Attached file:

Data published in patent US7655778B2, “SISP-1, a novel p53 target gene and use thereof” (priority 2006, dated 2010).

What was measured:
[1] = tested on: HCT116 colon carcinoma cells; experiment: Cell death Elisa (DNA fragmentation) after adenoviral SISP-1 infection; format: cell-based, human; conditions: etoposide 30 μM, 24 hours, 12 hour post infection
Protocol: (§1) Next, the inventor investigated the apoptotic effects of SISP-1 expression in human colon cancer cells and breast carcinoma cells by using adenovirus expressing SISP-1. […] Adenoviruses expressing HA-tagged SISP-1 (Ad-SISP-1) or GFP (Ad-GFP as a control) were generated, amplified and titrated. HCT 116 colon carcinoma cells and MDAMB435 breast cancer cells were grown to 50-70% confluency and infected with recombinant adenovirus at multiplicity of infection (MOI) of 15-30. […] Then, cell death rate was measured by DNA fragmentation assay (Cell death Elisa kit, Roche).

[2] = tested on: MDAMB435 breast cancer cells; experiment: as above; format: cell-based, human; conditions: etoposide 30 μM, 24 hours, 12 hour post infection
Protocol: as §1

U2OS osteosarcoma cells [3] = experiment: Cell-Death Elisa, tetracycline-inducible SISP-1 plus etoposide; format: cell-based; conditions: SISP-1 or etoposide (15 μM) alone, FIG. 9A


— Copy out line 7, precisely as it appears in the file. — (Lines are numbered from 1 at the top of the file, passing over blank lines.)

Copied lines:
U2OS osteosarcoma cells [3] = experiment: Cell-Death Elisa, tetracycline-inducible SISP-1 plus etoposide; format: cell-based; conditions: SISP-1 or etoposide (15 μM) alone, FIG. 9A